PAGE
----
A few weeks ago, I got an email from my old boss at The Gazette, asking if I’d be interested in filling in for a few weeks on the copy desk. Two of their copy editors just had a baby and are on parental leave. So I accepted a part-time contract until the end of March, which will see me writing headlines, editing copy and doing layout a couple of days a week. It will also see me having a real go-to-the-office job for the first time in over a year.
Sunday evening was my first shift, on the sports desk (if you noticed any errors in Monday’s sports section, feel free to blame me). Because I had worked as a copy editor there before, I didn’t need any training. But in the year I’ve been gone, they’ve replaced their computers (they now have awesome PowerMac G5 machines with two flat-panel monitors), redistributed tasks, dropped a major wire service, and put a much heavier focus on online tie-ins.
But as much as the job provides me a way to reconnect with old coworkers and bring in a bit more money, it also presents an unavoidable conflict of interest when it comes to my blog. Though I have always tried to be fair in my criticisms of local media (including The Gazette), I can’t ignore the conflict inherent in writing about one’s employer.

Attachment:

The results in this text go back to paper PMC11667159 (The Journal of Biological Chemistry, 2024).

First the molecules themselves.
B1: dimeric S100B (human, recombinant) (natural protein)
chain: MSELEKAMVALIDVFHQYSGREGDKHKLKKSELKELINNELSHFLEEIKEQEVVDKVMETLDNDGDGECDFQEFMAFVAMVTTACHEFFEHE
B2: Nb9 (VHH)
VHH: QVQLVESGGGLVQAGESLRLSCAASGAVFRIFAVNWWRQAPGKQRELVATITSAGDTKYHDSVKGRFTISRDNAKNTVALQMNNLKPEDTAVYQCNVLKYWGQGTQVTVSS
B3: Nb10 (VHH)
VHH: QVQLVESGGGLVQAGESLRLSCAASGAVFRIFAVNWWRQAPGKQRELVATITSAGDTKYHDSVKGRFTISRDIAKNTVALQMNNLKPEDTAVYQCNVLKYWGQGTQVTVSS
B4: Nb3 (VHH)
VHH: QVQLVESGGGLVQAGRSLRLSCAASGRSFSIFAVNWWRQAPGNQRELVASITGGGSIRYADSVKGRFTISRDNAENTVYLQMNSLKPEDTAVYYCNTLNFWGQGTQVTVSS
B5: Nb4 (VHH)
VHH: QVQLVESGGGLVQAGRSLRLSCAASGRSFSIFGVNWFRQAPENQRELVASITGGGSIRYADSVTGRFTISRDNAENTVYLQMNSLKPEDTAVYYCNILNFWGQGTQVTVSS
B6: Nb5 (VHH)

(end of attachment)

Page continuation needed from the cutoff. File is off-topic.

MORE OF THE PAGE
I intend to keep blogging about local media issues (on my own time), but so long as I’m employed I’ll keep from writing opinions about The Gazette and Canwest, positive or negative. Instead, I’ll bring the news to you and let you form your own opinions.
I also won’t be writing about company secrets or office gossip here (mostly to avoid people having to say “please don’t write this on your blog” after every sentence). Any behind-the-scenes stories will be relatively tame, like gloating about the pun-tastic headlines I come up with.
Just to be clear, this is my decision and in no way even suggested by The Gazette or Canwest. In fact, despite knowing about my blog (and visiting it regularly), The Gazette has never attempted to complain or interfere with my blogging, even when I’ve been critical of the paper. The only time it became an issue (when a source refused to talk to me because I’d made sarcastic comments in a post), the paper actually came to my defence.
So in the interests of full disclosure, that’s what’s going on.